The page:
Stretch (@packetlife) shared an interesting link in a comment to my P2P traffic is bad for the network post: Facebook and Twitter use BitTorrent to distribute software updates across hundreds (or thousands) of servers ... another proof that no technology is good or bad by itself (Greg Ferro might have a different opinion about FCoE).
Shortly after I’ve tweeted about @packetlife’s link, @sevanjaniyan replied with an even better link to a presentation by Larry Gadea (infrastructure engineer @ Twitter) in which Larry describes Murder, Twitter’s implementation of software distribution on top of BitTornado library.
If you have a data center running large number of servers that have to be updated simultaneously, you should definitely watch the whole presentation; here’s a short spoiler for everyone else:
- They were able to reduce distribution time from 900 seconds to 12 seconds.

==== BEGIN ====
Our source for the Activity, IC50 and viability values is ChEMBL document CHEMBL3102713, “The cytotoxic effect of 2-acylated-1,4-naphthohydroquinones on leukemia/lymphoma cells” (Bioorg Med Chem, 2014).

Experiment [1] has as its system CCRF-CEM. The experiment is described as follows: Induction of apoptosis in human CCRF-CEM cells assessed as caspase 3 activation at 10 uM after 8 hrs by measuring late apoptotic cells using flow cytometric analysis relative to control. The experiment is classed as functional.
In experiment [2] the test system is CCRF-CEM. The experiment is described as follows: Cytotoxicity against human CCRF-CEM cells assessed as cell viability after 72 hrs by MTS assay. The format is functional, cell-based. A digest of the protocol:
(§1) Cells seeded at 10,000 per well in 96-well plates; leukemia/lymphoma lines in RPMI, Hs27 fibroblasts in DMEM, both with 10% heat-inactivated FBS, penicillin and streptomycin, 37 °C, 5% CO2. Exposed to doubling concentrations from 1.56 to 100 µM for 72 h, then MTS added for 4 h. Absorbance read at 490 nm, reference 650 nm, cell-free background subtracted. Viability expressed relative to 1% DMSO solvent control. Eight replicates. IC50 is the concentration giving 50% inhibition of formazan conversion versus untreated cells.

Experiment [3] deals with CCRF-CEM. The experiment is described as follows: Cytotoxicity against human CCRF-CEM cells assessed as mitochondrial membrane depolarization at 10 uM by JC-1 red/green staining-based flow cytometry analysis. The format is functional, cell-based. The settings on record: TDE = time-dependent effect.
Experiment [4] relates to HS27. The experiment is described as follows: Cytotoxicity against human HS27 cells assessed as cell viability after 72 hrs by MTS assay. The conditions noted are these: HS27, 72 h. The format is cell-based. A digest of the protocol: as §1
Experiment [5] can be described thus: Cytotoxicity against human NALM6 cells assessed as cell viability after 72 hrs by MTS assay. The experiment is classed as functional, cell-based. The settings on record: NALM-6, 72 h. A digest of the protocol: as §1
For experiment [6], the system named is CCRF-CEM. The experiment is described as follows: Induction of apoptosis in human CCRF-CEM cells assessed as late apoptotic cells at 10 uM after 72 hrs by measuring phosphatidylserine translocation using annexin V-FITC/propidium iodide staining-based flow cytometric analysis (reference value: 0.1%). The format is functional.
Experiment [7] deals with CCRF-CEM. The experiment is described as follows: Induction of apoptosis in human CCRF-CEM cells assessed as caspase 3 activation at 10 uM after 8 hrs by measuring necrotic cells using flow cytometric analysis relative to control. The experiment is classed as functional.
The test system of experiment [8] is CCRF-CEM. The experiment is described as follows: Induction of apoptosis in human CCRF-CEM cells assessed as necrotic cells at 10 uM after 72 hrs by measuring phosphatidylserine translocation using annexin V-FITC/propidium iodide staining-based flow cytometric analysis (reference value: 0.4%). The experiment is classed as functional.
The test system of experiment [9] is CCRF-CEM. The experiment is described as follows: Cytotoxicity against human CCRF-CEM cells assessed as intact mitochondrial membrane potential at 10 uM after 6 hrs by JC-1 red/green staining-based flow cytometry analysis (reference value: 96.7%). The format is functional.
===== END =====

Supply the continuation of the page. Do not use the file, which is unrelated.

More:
- BitTorrent is severely restrained, both in number of TCP sessions as well as the bandwidth it can use (and there was a hint that they’ve managed to somewhat overload the network infrastructure during the tests).
- The BT clients grab the file and then fork and continue seeding for 30 seconds. If it takes 12 seconds for a usual distribution, seeding for additional 30 seconds should be more than enough;
- The made a lot of tweaks and optimizations. They reduced timeouts, disabled all “ISP resiliency” features (encryption and DHT) and (obviously) UPnP and decided to force the seeding from an in-memory image (to reduce disk access requirements).
Next comes the elegant part: they developed two wrappers, a Python wrapper around BitTornado, which gives you higher-level functions and a really high-level Capistrano wrapper, which gives you the functionality we really need: distribute directory tree X into directory Y on all servers.
And I’ve saved the best for last: they made Murder available under Apache 2 license.